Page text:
Mobile browser viewports

Orde Saunders' avatarPublished: by Orde Saunders

The mobile browser viewport is essential to responsive design but it's clouded by two different implementations, both with bugs.


When the iPhone was released with its 320x480px screen Apple made the decision to set a virtual viewport of 980px so that the majority of sites built using a fixed layout for a 1024px wide screen would show fully on the screen.

The CSS specifications define media types and the handheld would seem ideal for mobiles but next to nobody was using it, everyone was using screen and, since the spec states Media types are mutually exclusive in the sense that a user agent can only support one media type when rendering a document., choosing to handle screen was the only sensible choice.

Meta tag

So now we have all sites being rendered with a 980px viewport, what about sites designed for a narrow screen? What's required is some way to communicate this fact and Apple settled on a <meta> tag with, what I feel to be, a slightly cumbersome syntax.


If has been argued that, as the viewport is presentation, it should live in CSS rather than in HTML so the W3C has come up with the @viewport rule. IE10 is the first browser to support this, albeit with a vendor prefix.


Unsurprisingly, given the history, there are a few issues with viewports. First and foremost, it exists - which is far from ideal. Secondly there are now two forms for the viewport out in the wild which we will have to support for the foreseeable future.

More practically, there are two browser bugs to contend with:

iOS rotation bug

Up until version 6 there was a bug in iOS1 where by the viewport wasn't changed when the orientation of the screen was changed. A common, and frequently cargo culted, "fix" for this is to add maximum-scale=1 to the meta viewport. This does force the viewport to adjust on orientation change but it also disables zooming which is a far worse issue than orientation change.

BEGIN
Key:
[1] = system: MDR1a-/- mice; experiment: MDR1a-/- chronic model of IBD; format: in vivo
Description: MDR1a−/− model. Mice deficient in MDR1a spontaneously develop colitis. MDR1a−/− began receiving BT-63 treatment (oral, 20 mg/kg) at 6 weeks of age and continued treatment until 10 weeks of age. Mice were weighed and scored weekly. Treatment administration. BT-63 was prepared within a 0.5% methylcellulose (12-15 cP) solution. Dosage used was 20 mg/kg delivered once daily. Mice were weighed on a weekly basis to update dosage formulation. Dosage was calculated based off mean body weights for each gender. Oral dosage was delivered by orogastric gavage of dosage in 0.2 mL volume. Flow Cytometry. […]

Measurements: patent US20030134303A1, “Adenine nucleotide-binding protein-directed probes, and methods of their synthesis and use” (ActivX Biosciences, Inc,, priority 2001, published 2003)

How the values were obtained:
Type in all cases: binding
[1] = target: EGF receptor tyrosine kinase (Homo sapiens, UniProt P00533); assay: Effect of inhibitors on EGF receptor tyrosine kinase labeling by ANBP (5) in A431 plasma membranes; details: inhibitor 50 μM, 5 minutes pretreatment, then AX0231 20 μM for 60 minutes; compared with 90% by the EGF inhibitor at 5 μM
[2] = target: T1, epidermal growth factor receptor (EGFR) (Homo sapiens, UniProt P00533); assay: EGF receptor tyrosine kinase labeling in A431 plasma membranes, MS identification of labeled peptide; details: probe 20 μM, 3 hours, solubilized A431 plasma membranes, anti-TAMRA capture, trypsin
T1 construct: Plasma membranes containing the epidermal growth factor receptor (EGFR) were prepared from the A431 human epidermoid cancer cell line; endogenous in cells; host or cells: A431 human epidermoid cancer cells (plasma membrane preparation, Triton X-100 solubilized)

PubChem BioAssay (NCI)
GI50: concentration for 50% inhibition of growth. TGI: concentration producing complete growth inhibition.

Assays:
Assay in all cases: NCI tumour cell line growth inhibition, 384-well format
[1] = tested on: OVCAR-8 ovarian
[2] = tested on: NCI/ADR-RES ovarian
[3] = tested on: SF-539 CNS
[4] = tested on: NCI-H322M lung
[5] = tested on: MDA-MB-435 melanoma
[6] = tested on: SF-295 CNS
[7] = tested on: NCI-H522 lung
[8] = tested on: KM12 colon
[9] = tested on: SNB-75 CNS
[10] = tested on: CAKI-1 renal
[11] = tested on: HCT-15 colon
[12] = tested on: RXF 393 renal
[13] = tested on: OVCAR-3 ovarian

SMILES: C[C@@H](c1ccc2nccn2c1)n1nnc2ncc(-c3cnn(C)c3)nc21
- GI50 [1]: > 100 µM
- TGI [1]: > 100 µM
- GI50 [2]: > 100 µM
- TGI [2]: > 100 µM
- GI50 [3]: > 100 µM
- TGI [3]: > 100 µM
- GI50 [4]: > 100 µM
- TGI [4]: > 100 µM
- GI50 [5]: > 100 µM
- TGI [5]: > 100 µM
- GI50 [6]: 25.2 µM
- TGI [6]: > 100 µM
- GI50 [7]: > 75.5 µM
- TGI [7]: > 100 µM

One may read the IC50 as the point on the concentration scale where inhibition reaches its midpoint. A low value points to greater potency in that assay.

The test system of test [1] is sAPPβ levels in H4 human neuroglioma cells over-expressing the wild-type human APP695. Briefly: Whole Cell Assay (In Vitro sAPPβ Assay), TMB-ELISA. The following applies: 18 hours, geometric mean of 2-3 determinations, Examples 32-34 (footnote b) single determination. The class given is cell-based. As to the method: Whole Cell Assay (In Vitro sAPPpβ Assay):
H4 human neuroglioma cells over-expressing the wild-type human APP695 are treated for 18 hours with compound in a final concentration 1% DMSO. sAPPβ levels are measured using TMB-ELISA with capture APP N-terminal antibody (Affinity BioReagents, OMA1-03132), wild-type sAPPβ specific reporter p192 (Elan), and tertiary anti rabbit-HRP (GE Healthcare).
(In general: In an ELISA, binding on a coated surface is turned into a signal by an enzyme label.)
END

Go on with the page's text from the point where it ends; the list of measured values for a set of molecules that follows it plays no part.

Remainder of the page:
IE10 mobile CSS viewport bug

Windows 8 and its Modern (or Metro) interface it has a snap mode which has a viewport of 400px and, when snapped, IE10 doesn't respect the meta tag, only the CSS viewport. Windows Phone 8 also features IE10 and this supports both the meta tag and the CSS viewport - with the CSS viewport taking precedence. The issue is that the CSS viewport when set to device-width sets to the physical device pixels rather than the virtual viewport used by the meta tag. Microsoft have confirmed this is a bug that will be fixed in the future and have recommended a JavaScript user agent sniffing workaround as a fix, which is more legacy code that will be taken into the future2. My recommendation for this is that, unless you have significant volume of Windows Phone 8 traffic, you don't use this workaround and wait for the vendor fix.


Both versions of the viewport will be around for some time and I suspect both will eventually become redundant as the majority of sites adopt a fluid layout. However, if that happens it will not be any time soon so the most future friendly approach is to use both and set them to the device width.


1 It was a deliberate design decision but it presented with all the symptoms of a bug.

2 This, and the fix, has been documented by Tim Kadlec in his article on Windows Phone 8 and Device-Width.